FIG. 2 shows, as the symbols (a), (b) and (c), the results of the measurement of the capacities of the negative electrode of storage batteries A, B and C, each containing the hydrogen-storage alloys shown in FIG. 1, respectively, at room temperature under various pressures in the battery.

FIG. 3 shows cycle characteristics of seven nickel/hydrogen alkaline storage batteries having a nominal capacity of 1.5 AH.

FIG. 4 shows a relationship between the roll-constituting pressure of the electrode body and the cycle life of the battery.

FIG. 5 shows a relationship between the internal pressure of the nickel/hydrogen alkaline battery and the discharge capacity of the battery.

FIG. 6 shows charge/discharge cycle characteristics of the nickel/hydrogen alkaline battery wherein the hydrogen-storage electrode contains a thickener, as compared with that of the same battery containing no thickener.

FIGS. 7 and 8 show the charge/discharge cycle characteristics of various batteries containing various amounts of the electrolyte and their 5-hour rate charge/discharge characteristics, respectively.

FIGS. 9 and 10 show a relationship between the standing time of batteries having various electrolyte concentrations and the capacity of the negative electrode and a relationship between the quantities of the charge and discharge of the batteries, respectively.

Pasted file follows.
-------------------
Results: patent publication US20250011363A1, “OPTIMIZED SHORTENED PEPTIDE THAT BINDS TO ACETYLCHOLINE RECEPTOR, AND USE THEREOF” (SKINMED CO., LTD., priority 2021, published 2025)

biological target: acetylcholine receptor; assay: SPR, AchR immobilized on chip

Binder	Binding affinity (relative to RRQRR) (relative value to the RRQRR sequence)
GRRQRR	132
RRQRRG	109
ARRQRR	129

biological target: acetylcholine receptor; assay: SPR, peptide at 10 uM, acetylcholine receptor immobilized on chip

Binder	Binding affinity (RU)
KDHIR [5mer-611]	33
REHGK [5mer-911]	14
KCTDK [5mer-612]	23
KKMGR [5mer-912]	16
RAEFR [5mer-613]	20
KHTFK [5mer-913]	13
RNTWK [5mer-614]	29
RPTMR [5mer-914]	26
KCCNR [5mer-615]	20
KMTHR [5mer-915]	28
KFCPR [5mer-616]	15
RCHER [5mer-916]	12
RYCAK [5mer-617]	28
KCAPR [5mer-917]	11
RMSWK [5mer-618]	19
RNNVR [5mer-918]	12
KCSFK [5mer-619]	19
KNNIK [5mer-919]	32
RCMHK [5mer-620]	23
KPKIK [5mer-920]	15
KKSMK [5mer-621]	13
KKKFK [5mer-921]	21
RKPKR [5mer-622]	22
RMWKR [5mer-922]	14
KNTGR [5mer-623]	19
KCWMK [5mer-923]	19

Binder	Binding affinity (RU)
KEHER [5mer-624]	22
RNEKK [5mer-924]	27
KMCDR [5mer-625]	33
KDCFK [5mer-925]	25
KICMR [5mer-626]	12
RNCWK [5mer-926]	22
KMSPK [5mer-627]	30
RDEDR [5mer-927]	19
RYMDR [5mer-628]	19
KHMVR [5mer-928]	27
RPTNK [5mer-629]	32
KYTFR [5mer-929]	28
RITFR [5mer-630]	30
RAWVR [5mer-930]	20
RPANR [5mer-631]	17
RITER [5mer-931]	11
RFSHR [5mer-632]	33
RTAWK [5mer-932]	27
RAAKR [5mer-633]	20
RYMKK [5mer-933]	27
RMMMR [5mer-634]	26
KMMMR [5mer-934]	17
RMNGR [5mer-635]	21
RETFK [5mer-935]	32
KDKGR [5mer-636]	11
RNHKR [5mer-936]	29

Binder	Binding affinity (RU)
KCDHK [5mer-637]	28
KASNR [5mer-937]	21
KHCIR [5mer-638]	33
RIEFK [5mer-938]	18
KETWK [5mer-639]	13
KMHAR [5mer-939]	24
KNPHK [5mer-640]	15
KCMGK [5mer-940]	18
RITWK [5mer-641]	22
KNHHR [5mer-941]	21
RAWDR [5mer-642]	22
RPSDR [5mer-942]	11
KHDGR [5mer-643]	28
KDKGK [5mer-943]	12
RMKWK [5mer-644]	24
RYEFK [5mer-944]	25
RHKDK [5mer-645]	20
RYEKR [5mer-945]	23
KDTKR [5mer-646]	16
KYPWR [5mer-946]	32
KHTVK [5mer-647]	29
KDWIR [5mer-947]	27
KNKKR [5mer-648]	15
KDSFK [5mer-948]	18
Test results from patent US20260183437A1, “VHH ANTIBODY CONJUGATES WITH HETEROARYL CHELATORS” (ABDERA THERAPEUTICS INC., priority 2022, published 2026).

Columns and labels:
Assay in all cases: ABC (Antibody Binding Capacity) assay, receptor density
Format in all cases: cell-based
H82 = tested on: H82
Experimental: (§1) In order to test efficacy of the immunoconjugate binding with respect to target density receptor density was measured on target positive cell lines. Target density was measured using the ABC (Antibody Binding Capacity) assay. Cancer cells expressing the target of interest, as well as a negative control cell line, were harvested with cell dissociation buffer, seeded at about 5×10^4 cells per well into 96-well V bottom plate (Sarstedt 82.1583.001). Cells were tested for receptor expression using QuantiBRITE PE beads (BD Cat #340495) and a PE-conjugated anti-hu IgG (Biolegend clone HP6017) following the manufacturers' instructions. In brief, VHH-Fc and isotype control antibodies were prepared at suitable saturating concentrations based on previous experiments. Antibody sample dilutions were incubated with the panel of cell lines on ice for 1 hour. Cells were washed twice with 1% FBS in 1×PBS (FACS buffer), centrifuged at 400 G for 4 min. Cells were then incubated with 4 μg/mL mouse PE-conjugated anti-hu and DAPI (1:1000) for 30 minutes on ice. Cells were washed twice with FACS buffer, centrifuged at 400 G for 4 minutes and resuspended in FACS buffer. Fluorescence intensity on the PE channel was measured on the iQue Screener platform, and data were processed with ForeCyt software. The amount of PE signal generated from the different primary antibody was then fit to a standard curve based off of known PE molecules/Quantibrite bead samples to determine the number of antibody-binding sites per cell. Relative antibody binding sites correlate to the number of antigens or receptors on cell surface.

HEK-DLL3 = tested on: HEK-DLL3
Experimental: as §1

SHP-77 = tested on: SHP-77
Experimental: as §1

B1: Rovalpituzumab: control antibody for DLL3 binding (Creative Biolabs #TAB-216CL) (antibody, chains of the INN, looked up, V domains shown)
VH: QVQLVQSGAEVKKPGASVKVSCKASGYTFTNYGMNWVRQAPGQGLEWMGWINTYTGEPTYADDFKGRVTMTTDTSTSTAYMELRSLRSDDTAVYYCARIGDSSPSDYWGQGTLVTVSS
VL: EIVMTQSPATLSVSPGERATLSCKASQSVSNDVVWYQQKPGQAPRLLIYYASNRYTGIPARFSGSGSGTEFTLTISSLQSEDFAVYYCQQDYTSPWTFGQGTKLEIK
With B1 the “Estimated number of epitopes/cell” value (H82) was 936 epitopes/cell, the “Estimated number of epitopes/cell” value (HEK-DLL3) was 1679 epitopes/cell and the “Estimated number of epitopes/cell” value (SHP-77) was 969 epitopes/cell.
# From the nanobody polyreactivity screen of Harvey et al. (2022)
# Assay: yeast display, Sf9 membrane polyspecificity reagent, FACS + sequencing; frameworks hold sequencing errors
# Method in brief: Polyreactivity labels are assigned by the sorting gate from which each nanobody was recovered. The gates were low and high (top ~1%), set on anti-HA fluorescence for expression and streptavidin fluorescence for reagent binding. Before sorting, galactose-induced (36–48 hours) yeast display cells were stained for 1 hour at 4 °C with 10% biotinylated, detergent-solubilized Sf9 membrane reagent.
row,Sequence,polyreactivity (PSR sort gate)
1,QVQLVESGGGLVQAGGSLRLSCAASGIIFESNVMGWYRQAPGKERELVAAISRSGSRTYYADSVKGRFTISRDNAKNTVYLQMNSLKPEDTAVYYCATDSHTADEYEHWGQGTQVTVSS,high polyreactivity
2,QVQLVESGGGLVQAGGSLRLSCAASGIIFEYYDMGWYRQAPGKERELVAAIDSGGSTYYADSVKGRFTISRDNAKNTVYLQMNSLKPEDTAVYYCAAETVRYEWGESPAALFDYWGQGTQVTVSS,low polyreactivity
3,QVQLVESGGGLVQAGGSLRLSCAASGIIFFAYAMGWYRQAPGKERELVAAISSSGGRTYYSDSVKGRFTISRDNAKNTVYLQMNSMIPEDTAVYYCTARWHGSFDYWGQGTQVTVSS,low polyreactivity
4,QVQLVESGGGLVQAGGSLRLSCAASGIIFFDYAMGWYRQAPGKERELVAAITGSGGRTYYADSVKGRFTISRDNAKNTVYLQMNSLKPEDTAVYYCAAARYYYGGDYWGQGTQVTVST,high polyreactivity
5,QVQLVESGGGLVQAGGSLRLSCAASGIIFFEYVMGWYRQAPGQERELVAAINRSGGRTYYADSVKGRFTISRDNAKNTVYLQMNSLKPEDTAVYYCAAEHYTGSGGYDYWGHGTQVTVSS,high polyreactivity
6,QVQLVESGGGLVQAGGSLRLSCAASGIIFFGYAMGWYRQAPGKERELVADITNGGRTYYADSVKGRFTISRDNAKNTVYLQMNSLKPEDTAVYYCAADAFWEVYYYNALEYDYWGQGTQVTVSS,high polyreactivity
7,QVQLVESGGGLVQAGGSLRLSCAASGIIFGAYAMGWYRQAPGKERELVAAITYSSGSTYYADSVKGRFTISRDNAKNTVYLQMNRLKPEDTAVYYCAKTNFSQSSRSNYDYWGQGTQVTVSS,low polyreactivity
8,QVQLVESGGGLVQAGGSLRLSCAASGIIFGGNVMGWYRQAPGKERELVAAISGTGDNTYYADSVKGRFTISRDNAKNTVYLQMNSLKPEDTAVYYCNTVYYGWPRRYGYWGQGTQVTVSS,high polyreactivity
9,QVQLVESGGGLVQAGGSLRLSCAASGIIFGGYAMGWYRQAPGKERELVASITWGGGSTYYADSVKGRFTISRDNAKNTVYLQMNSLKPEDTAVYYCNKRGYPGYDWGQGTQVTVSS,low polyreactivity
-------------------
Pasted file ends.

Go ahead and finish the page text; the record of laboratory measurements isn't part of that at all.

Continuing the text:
FIGS. 11 and 12 are cross sections showing the structure of the battery of the present invention.

FIG. 13 shows the relationship between the amount of electrolyte and cycle characteristics at certain electrolyte concentrations.

FIGS. 14 and 15 show the relationship between the concentration of electrolyte and capacity of the negative electrode at certain amounts of electrolyte.

DETAILED DESCRIPTION OF PREFERRED EMBODIMENTS

The preferred embodiments of the present invention will now be described with reference to the drawings.

EXAMPLE 1

The description will be made with reference to a nickel/hydrogen battery which is a typical battery having a negative electrode comprising a hydrogen-storage alloy and a positive electrode comprising a metal oxide.

LaNi5 capable of absorbing hydrogen was mechanically divided into a fine powder, to which was added 1 to 5 wt.%, based on the fine LaNi5 powder, of polytetrafluoroethylene (PTFE) powder, the particles of which could be formed into fibers easily even by a low shear force to effect plastic deformation. Both powders were kneaded homogeneously to form polytetrafluoroethylene fibers. The product was molded under a pressure of 1 ton/cm2 to form a hydrogen-storage electrode having a diameter of 30 mm and a thickness of 2 mm.

The hydrogen-storage electrode thus obtained was combined with a known sintered nickel positive electrode having a discharge capacity of 500 mAH and an alkaline electrolyte was poured therein to provide a sealed type nickel/hydrogen alkaline storage battery A. In the battery A of this example, the battery casing was fitted with a safety valve (FIG. 11) which acts under a pressure of 15 kg/cm2 so that the pressure in the battery would not be elevated to higher than 20 kg/cm2. Batteries B and C were prepared in the same manner as above except that LaNi5 was replaced with CaNi5 and LaNi4.6 Al0.4, respectively.